On the corner of West First Street, Sammy’s Pizza sits on the ground floor of a brown-brick apartment building. Rain streams off the front awning and fog obscures the view outside from within the dining room.
This is where two or three dozen members of Duluth’s deaf community meet each month to interact in ways they seldom have since the demise of the Deaf Club.
In the center of the room several tables are pushed together. As the party expands, chairs are borrowed from nearby tables.
Conversations develop and dissolve, and then get replaced by new ones. The only sound above clinking silverware is atmospheric music: ABBA and The Association.
A diminishing fraction of Duluth’s deaf community has met monthly for 20 years, the last 10 years or so at Sammy’s.
Nancy Diener sits near the middle of the several-table chain.
A longtime ASL and Deaf Studies professor at UMD, Diener moved to Duluth in 1985. She is hearing, but rooted enough in the local deaf community to take part at Sammy’s.
Diener was there when the get-togethers drew larger crowds. And she’s there now, at a time when they’ve been reduced to relics of the bygone Deaf Club.
“I think it’s pretty important for a lot of people,” Diener says. “In the past … their respite was to get together every week with deaf people where they could communicate freely. Sammy’s is all that’s left of it.”
A woman takes a few steps toward my table in the corner of the dining room. She points to a chair.
“Is anyone sitting here?” she says.
She takes the chair to the chain of tables in the middle of the room.
Open but closed
In 2008 UMD introduced a Deaf Studies minor that added courses in linguistics, fingerspelling and deaf culture to the lineup of ASL courses the University has offered since the early 1970s.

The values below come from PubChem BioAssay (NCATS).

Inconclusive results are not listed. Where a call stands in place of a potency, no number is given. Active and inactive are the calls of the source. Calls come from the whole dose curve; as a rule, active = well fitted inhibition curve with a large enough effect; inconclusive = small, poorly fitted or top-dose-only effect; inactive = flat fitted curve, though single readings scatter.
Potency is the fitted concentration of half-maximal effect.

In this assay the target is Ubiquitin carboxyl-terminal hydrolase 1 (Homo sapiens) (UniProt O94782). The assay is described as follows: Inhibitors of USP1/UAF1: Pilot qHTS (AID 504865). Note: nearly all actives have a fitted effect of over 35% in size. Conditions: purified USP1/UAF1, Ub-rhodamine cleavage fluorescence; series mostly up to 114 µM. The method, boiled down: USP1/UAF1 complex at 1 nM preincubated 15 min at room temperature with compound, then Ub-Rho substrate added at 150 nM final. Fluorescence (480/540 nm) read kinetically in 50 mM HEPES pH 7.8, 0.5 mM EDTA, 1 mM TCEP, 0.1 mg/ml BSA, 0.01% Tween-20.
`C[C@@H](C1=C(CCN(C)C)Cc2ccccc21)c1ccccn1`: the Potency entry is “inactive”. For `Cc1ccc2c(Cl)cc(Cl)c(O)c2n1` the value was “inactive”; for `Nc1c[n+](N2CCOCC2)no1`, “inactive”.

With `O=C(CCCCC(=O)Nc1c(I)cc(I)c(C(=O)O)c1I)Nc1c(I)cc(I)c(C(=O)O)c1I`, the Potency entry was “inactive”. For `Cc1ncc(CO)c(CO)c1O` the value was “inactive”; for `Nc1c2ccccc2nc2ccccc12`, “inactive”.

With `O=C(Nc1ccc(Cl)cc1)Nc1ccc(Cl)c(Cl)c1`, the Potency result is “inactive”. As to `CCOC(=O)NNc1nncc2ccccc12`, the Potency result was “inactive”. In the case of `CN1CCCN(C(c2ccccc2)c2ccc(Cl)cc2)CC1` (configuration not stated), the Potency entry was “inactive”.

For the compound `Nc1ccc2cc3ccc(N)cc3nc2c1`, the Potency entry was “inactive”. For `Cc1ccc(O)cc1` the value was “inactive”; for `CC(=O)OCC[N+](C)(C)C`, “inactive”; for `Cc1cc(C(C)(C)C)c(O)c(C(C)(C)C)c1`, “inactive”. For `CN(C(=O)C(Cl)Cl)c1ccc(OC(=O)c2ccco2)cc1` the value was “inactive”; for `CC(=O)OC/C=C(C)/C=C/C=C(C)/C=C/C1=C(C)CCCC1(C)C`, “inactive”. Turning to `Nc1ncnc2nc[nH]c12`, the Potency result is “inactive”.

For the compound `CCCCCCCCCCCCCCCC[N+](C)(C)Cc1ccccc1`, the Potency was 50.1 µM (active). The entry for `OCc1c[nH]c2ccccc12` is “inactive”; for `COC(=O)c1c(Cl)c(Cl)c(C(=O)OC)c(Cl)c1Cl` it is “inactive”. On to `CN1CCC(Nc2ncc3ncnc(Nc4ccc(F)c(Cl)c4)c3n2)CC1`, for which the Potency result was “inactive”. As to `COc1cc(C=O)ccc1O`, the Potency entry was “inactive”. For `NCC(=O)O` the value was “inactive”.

According to Diener, students with an array of majors have taken the minor.
Dawn Stevenson, an ASL interpreter and Deaf Studies instructor at UMD, said the new program provides a service for people who want to learn about deafness “as a difference rather than a medical condition.”
“I just was in a class with an older deaf citizen who said to all the students, ‘Thank you for learning sign language,’” Stevenson said in November. “‘When I was young,’” the citizen said, “‘I was ashamed of my signing. Deafness wasn’t something to be proud of.’”
Stevenson, who started working at UMD in 1990, has her own history trying to connect with members of the deaf community.
In 1983 Stevenson took a sign language course in college.
While working at a deaf camp for children three years later, she discovered she had learned Signed English (sign language with English grammar and word order), not ASL.
“They told me I signed like a hearing person,” Stevenson said. “I responded, ‘Well, I am a hearing person.’ A huge insult from a 10-year-old.”
Stevenson went back to school, learned ASL and later took the UMD job.
During her tenure, the University has devoted increased time and resources to educating students about ASL and deaf culture.
There is openness in the deaf community today that hasn’t always existed. People who are deaf go to movie theaters, gather at Sammy’s and are generally more comfortable signing in public.
But the deaf community in Duluth still seems closed.
My requests to meet with members of the deaf community not affiliated with UMD and DHHS were denied. Stevenson and Diener said the deaf community has been exploited and grown wary of meeting with the hearing community.
People who are deaf want to know that a relationship is not strategic or exploitative, Stevenson said.
I wish I had been given the chance to show them that.